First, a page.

>>> welcome to nhk world "newsline." the two leading candidates fighting to be u.s. president hardly have time to sleep or eat as they dart from state to state trying to solidify their support. the latest poll ahead of tuesday's vote suggests barack obama and his republican challenger mitt romney are almost tied. obama has 49% support. romney has 48%. the candidates dashed through key swing states over the weekend, including new hampshire. they are making their final arguments to voters. both campaigns are trying to lock in crucial electoral college votes. >> you know that i know what real change looks like, because i fought for it alongside you. i've got the scars to prove it. i've got the gray hair to show for it. >> romney hopscotched between the swing states of new hampshire, iowa, colorado and ohio. >> the question of this election comes down to this, you want four more years like the last four years or do you want real change? >> romney is also focusing on wisconsin, one toss-up state where obama is said to have a lead. and he is running more tv ads in pennsylvania, mich
>>> dememracy in america. voters in the u.s. decide who they think should lead the country. one man has spent the past four years reshaping how americans see their country and how america is seen around the world. u.s. president barack obama took the wheel of an economy that resisted efforts to write it. now voters are deciding whether to stick with him or whether his republican opponent mitt romney deserves the job. eyewitness news line will focus all day on the race for president. >>> millions of americans are still voting. millions are already making their choices and already we're getting some hints about who they chose. our partners at abc news project barack obama will capture 3 electoral votes and mitt romney 33. >>> let's take a look at the projections state by state. the states in blue are for obama. the runs in red for romney. romney in south carolina, indiana, and kentucky. the projections give obama 3 electoral votes and they hope the number adds up to 270 or more needed to win the election. obama and the first lady arrived at home in chicago. the president wrapped hip h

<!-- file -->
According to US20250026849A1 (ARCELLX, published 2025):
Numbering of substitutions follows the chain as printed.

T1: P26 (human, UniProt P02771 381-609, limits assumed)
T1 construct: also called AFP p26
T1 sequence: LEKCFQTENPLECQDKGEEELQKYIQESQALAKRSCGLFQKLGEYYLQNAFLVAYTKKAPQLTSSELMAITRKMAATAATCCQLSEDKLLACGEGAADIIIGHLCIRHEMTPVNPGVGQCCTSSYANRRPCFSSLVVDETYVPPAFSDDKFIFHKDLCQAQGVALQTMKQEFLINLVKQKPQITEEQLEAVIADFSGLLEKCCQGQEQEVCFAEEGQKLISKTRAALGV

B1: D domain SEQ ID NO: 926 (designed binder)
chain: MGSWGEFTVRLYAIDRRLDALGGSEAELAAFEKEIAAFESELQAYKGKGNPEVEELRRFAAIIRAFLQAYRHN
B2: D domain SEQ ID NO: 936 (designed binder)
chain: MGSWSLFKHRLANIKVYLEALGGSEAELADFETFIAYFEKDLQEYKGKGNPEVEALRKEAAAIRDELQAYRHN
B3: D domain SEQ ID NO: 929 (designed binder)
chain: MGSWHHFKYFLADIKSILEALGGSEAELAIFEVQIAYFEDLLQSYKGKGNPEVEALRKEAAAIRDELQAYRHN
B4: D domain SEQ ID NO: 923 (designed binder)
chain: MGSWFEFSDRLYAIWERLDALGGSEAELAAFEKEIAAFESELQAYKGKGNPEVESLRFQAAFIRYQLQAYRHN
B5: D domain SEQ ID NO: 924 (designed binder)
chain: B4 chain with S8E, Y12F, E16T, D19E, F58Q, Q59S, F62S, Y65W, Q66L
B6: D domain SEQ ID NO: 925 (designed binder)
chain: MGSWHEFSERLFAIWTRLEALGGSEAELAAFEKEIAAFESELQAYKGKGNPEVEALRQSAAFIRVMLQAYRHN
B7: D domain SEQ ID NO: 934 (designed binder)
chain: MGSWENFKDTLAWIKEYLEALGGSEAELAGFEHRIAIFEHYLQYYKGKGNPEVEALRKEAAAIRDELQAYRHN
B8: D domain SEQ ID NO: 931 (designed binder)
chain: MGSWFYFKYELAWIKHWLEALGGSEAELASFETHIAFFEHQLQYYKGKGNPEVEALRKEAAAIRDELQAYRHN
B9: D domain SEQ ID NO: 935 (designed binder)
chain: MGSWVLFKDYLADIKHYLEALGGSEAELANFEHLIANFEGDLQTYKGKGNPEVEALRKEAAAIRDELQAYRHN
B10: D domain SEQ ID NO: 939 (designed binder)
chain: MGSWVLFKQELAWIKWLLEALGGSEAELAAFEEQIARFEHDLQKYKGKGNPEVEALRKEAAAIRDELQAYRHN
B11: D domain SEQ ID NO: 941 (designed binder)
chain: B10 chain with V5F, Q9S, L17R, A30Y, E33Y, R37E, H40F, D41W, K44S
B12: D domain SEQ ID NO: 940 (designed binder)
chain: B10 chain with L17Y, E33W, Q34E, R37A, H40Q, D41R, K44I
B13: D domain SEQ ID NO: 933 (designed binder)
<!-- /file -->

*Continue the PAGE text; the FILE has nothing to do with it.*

. job figures are out in the u.s. today at the battle for the white house goes to ohio and wisconsin. dozens of young men have been shocked by the military in northeastern nigeria. welcome to bbc world news. also, the world bank says burma and will get its first development plan. and, tackling the energy question. human rights groups have condemned a video posted on the internet which appears to show syrian rebels of executing captured government soldiers. amnesty international says if confirmed, it constitutes a war crime. we are asking whether this is something new. >> it has happened before. but now it is becoming more and more obvious that the rebels are committing killings like the regime, and at the same level, both of them. it is just days before a big conference in doha where the opposition is asked to unified under one group, in order to bid but to lead the rebels on the ground, because there's a big discrepancy between the political leadership and the rebels on the ground who are fighting, in their aspirations, in the way they are conducting their rebellion. >> are they out
rolls to re-election and a second term, defeating mitt romney despite a weak u.s. economy and persistently high unemployment. >> investors cheer obama's re-election. equities trading high led by autos and health care stocks. >> democrats keep their hold of the senate and republicans keep their control of the house. >> there will be a tough challenge facing the looming fiscal cliff. >>> a very good morning to you. it's been a long night, but we have a result. >> yes, we do. let's get right it to. president barack obama capturing a second term in the white house despite the struggling u.s. economy. he did manage to win many of the same states he took in 2008 and nearly all the critical swing states, including ohio, virginia, and colorado. speaking to supporters in chicago just a few hours ago, the president congratulated his republican challenger on the spirited race and said there's plenty of work ahead to fix the country's fiscal problems. >> i believe we can seize this future together, because we are not as divided as our politics suggest. we're not as cynical as the pund